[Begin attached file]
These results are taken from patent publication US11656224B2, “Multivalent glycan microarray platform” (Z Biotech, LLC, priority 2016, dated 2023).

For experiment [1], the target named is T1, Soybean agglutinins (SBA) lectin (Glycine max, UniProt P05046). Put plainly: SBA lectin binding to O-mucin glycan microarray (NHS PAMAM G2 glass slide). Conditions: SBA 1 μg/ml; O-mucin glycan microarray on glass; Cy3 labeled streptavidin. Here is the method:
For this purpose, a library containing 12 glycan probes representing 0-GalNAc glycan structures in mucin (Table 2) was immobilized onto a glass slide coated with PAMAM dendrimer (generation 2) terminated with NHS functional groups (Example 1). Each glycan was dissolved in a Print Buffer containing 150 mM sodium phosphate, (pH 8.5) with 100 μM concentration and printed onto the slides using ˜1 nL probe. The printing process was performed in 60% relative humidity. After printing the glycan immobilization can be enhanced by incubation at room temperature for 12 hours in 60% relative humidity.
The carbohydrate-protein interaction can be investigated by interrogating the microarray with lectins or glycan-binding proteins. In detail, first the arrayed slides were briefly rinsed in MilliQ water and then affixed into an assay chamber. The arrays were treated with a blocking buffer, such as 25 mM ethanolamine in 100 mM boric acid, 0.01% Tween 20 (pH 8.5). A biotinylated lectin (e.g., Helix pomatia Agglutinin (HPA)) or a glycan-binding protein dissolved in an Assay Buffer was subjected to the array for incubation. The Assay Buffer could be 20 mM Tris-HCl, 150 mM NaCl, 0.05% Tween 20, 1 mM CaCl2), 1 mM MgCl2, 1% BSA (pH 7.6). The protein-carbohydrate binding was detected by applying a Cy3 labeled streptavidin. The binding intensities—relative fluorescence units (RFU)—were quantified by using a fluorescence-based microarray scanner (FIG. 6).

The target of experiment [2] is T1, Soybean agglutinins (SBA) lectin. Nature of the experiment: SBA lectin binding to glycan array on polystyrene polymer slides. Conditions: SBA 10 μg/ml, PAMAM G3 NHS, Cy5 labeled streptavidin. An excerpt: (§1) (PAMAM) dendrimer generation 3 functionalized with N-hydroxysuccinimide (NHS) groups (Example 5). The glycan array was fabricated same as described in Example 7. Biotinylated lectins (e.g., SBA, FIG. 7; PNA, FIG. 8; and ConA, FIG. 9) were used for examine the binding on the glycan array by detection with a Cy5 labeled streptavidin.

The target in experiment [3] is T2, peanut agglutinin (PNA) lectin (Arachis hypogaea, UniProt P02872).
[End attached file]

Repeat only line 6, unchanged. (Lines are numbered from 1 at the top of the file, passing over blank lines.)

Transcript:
The target in experiment [3] is T2, peanut agglutinin (PNA) lectin (Arachis hypogaea, UniProt P02872).